Her sudden switch from gamekeeper to poacher breaches Civil Service conventions – and lets the former PM rewrite history on his often-dismal behaviour in Downing Street.
Already, Johnson is using her appointment as Starmer’s chief of staff to cast doubt on her Partygate report.
First of all, let’s tackle Gray and her political grenade. Then we can move on to the nonsense from Johnson.
Gray’s departure does harm the Civil Service’s reputation for impartiality, in Westminster and among the wider public. Civil servants need to be trusted by ministers in order to do their job, advising the elected government of the day. Her abscondment is a breach of that trust.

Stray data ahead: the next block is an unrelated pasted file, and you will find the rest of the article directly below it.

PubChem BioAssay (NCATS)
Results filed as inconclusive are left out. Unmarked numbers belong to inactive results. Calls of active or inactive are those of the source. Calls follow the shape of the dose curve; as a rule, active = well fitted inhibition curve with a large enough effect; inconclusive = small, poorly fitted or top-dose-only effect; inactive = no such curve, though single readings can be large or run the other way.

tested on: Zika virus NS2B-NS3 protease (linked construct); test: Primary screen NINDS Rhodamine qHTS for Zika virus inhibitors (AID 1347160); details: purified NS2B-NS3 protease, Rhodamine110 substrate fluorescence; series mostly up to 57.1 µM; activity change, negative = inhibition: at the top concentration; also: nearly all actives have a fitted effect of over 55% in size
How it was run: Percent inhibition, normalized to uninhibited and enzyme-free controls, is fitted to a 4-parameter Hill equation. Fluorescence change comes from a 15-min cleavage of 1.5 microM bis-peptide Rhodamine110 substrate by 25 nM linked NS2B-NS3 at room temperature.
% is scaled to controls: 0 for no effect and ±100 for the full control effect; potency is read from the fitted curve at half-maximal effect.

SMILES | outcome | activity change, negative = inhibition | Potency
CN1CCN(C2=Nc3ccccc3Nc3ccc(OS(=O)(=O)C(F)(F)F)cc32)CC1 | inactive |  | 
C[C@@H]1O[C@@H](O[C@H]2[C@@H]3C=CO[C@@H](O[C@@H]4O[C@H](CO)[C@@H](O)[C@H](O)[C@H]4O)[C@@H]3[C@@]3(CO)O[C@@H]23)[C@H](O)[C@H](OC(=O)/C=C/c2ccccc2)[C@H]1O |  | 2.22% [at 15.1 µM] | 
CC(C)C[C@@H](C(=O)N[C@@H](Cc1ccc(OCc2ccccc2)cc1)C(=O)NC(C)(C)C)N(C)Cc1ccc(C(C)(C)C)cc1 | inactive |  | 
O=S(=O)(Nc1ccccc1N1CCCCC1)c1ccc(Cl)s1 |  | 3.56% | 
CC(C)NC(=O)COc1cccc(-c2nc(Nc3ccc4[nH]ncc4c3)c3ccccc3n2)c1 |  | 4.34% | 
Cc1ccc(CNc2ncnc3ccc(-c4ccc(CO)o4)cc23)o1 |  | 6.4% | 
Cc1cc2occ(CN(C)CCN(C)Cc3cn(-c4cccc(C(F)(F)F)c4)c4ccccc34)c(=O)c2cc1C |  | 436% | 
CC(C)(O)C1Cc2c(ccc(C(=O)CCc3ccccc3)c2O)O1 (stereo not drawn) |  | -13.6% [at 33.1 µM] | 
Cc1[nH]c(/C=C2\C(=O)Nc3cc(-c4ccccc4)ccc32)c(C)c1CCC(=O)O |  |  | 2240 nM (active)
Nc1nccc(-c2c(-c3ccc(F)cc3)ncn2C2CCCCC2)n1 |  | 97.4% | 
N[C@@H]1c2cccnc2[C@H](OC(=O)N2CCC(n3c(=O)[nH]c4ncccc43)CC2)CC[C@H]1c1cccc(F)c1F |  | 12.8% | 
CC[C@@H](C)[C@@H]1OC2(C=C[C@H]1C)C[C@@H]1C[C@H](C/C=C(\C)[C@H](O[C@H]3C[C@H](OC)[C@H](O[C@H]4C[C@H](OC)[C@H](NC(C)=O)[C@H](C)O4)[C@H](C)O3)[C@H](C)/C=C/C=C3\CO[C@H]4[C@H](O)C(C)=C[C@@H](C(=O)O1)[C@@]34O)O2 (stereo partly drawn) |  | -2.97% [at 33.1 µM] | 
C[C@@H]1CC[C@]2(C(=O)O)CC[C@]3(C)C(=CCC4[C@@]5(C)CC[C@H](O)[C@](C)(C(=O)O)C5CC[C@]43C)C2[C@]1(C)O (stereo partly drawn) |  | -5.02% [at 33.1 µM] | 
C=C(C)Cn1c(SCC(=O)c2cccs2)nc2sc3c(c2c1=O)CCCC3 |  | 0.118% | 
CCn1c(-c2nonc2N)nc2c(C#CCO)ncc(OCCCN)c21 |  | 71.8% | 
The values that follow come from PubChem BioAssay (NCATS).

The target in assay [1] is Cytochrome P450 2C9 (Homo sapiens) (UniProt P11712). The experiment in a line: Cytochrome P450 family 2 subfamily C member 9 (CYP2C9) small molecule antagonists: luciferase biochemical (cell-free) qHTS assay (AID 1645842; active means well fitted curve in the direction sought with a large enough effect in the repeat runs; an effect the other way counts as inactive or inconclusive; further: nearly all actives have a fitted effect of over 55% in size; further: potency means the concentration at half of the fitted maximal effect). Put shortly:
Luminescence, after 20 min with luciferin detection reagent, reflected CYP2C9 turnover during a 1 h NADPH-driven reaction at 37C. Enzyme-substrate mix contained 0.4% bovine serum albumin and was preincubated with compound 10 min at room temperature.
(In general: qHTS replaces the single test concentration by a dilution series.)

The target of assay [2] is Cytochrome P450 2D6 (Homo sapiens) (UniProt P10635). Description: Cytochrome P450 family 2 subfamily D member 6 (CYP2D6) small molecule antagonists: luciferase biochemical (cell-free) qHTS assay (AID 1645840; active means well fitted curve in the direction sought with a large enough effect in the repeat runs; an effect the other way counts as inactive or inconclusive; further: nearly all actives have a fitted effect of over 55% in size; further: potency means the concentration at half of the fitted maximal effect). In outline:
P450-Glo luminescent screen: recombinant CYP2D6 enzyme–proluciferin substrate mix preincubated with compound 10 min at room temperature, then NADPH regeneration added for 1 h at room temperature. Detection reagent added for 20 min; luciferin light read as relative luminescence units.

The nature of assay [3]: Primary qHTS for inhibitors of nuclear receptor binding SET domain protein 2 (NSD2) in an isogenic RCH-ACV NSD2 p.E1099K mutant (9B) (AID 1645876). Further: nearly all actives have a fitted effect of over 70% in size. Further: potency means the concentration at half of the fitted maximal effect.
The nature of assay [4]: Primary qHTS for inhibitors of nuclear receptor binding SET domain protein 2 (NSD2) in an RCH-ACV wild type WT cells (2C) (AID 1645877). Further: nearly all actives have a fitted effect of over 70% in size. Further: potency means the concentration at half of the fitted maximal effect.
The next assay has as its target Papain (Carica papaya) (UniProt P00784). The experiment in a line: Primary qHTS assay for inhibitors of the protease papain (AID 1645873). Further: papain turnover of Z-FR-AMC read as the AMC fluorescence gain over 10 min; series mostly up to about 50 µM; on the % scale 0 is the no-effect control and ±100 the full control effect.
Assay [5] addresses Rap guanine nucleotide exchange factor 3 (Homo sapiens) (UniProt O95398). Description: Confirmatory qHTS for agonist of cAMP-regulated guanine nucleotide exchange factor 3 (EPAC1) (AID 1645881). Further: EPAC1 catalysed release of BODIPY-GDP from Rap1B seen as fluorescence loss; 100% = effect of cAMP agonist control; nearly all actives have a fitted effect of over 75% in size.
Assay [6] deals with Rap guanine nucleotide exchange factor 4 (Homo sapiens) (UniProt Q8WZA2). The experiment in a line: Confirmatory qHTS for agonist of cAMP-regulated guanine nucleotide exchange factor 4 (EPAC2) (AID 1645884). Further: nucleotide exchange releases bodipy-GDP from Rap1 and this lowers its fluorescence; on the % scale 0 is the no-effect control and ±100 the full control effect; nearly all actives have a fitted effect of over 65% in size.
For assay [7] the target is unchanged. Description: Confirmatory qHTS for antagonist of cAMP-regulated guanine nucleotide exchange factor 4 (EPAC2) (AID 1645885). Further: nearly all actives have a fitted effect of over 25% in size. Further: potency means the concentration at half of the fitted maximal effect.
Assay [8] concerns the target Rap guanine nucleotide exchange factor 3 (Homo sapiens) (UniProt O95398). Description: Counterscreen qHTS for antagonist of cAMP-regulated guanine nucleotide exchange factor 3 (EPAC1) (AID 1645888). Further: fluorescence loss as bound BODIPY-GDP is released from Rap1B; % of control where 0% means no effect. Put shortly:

Gray has been privy to private information about Tory ministers and special advisers for the past decade. Now she is supposed to magically forget it all, rather than allow her new Labour colleagues to weaponise it.
On to Johnson, who is in no position to comment on the moral fibre of others. One of his “allies” now describes Sue Gray’s Partygate report as a “giant Labour and Civil Service stitch-up … It raises questions about the entire Partygate saga and to what extent this was a calculated and co-ordinated attempt to take out a PM.”
Baloney. Her report was supported by the police investigation and extensive media reporting. It was in no way a stitch-up, unless the stitch-up involved multiple police forces, the Cabinet Office, Downing Street’s staff, the entire British media and the Conservative parliamentary party.
In truth, Johnson’s (mis)conduct saw him driven from office after his government effectively collapsed. He fears that will be his political epitaph, instead of Brexit.